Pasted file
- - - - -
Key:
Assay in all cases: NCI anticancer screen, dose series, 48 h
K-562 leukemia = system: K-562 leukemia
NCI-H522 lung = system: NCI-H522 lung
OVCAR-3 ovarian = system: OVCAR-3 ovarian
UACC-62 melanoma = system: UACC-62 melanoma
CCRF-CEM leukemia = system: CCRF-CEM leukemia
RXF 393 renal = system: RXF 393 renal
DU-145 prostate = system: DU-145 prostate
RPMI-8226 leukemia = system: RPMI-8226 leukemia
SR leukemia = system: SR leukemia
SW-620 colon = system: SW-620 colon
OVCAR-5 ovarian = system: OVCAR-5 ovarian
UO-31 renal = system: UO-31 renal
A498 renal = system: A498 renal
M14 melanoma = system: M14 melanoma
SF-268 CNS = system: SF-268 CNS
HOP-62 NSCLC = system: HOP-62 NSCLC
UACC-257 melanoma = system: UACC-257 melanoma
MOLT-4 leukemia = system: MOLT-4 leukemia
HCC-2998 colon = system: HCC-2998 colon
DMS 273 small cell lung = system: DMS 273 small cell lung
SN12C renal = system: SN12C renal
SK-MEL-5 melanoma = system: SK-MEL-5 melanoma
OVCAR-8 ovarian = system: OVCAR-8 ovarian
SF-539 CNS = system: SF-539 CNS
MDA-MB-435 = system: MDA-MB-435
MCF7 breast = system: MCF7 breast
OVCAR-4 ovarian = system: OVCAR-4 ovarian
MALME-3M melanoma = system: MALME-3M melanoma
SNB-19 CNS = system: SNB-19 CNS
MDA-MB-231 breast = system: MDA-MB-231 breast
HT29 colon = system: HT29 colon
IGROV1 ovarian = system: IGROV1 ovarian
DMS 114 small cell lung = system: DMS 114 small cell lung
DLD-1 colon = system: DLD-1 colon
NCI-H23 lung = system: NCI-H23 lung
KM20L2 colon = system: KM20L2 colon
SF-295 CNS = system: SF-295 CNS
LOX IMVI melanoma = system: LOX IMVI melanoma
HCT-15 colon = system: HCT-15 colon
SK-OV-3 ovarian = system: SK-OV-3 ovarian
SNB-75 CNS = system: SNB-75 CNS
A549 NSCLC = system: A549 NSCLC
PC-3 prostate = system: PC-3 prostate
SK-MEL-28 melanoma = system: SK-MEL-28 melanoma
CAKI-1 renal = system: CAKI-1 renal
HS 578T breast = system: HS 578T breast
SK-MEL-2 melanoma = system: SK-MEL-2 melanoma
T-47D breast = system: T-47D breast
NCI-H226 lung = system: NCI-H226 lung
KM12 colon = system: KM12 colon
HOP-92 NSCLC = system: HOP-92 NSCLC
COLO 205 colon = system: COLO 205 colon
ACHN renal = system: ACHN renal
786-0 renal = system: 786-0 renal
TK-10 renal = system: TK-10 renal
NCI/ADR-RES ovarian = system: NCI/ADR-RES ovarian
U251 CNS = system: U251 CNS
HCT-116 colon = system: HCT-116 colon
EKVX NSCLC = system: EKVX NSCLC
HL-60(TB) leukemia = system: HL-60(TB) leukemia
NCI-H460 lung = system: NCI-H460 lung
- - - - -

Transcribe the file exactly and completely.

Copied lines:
Key:
Assay in all cases: NCI anticancer screen, dose series, 48 h
K-562 leukemia = system: K-562 leukemia
NCI-H522 lung = system: NCI-H522 lung
OVCAR-3 ovarian = system: OVCAR-3 ovarian
UACC-62 melanoma = system: UACC-62 melanoma
CCRF-CEM leukemia = system: CCRF-CEM leukemia
RXF 393 renal = system: RXF 393 renal
DU-145 prostate = system: DU-145 prostate
RPMI-8226 leukemia = system: RPMI-8226 leukemia
SR leukemia = system: SR leukemia
SW-620 colon = system: SW-620 colon
OVCAR-5 ovarian = system: OVCAR-5 ovarian
UO-31 renal = system: UO-31 renal
A498 renal = system: A498 renal
M14 melanoma = system: M14 melanoma
SF-268 CNS = system: SF-268 CNS
HOP-62 NSCLC = system: HOP-62 NSCLC
UACC-257 melanoma = system: UACC-257 melanoma
MOLT-4 leukemia = system: MOLT-4 leukemia
HCC-2998 colon = system: HCC-2998 colon
DMS 273 small cell lung = system: DMS 273 small cell lung
SN12C renal = system: SN12C renal
SK-MEL-5 melanoma = system: SK-MEL-5 melanoma
OVCAR-8 ovarian = system: OVCAR-8 ovarian
SF-539 CNS = system: SF-539 CNS
MDA-MB-435 = system: MDA-MB-435
MCF7 breast = system: MCF7 breast
OVCAR-4 ovarian = system: OVCAR-4 ovarian
MALME-3M melanoma = system: MALME-3M melanoma
SNB-19 CNS = system: SNB-19 CNS
MDA-MB-231 breast = system: MDA-MB-231 breast
HT29 colon = system: HT29 colon
IGROV1 ovarian = system: IGROV1 ovarian
DMS 114 small cell lung = system: DMS 114 small cell lung
DLD-1 colon = system: DLD-1 colon
NCI-H23 lung = system: NCI-H23 lung
KM20L2 colon = system: KM20L2 colon
SF-295 CNS = system: SF-295 CNS
LOX IMVI melanoma = system: LOX IMVI melanoma
HCT-15 colon = system: HCT-15 colon
SK-OV-3 ovarian = system: SK-OV-3 ovarian
SNB-75 CNS = system: SNB-75 CNS
A549 NSCLC = system: A549 NSCLC
PC-3 prostate = system: PC-3 prostate
SK-MEL-28 melanoma = system: SK-MEL-28 melanoma
CAKI-1 renal = system: CAKI-1 renal
HS 578T breast = system: HS 578T breast
SK-MEL-2 melanoma = system: SK-MEL-2 melanoma
T-47D breast = system: T-47D breast
NCI-H226 lung = system: NCI-H226 lung
KM12 colon = system: KM12 colon
HOP-92 NSCLC = system: HOP-92 NSCLC
COLO 205 colon = system: COLO 205 colon
ACHN renal = system: ACHN renal
786-0 renal = system: 786-0 renal
TK-10 renal = system: TK-10 renal
NCI/ADR-RES ovarian = system: NCI/ADR-RES ovarian
U251 CNS = system: U251 CNS
HCT-116 colon = system: HCT-116 colon
EKVX NSCLC = system: EKVX NSCLC
HL-60(TB) leukemia = system: HL-60(TB) leukemia
NCI-H460 lung = system: NCI-H460 lung